A Polish oil worker out on a survey in the Sahara Desert recently stumbled upon this incredibly well-preserved Curtiss P-40 Kittyhawk. Riddled with bullet holes and featuring the tell-tale signs of a crash landing, the remains tell a harrowing story — one with a likely tragic ending.
Back in 1942, as Rommel was making life hell for British forces in North Africa, a British Flight Sergeant named Dennis Copling was tasked with a seemingly routine mission: Return a damaged P-40 Kittyhawk ground-attack fighter to an Egyptian repair base behind friendly lines.
A Kittyhawk fighter of the Desert Airforce
Copling was never heard from again. The exact details of what happened are a mystery, but the discovery of his plane — which remained completely untouched for 70 years — now offers some important clues.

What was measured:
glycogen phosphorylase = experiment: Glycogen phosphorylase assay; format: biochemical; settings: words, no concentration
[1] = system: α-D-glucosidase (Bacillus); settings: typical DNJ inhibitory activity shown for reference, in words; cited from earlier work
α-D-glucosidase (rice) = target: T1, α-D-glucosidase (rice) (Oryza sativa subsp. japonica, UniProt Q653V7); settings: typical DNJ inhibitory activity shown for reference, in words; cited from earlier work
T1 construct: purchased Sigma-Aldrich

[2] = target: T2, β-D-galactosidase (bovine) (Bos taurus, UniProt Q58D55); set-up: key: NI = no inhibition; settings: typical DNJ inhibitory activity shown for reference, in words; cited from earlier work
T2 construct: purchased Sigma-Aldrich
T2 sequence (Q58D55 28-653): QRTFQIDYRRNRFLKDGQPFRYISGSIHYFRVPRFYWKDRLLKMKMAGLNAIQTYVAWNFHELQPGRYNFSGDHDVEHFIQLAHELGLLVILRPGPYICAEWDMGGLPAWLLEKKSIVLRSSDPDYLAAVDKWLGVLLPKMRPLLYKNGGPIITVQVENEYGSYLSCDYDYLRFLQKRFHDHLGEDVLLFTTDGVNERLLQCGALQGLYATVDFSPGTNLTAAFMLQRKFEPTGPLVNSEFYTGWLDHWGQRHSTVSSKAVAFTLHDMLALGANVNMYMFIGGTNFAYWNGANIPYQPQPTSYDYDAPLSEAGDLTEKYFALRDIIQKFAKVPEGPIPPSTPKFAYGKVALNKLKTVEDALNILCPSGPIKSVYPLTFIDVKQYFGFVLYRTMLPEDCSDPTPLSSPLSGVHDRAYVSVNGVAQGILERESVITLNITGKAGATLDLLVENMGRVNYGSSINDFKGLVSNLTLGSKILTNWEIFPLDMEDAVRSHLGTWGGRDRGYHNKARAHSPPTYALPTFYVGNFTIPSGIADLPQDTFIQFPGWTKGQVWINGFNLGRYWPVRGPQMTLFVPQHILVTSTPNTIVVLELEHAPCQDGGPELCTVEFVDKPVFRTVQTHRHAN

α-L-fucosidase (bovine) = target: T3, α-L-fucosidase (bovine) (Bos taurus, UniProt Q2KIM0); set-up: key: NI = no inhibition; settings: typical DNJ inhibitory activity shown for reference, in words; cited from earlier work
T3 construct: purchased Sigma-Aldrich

Flight Sergeant Dennis Copling
The condition and position of the plane strongly suggests that Copling crash-landed in the Western Desert; the buckled propeller and landing gear were discovered nearby. Perhaps he ran out of fuel, or the damaged plane finally cut out on him. Indeed, the Kittyhawk was riddled by bullets, but it's not known when, in the large scheme of things, the shots were received.
It's also clear, but for reasons unknown, that Copling strayed significantly off course; the plane rests in a remote location in the Sahara about 250 miles (400 km) from the nearest town.
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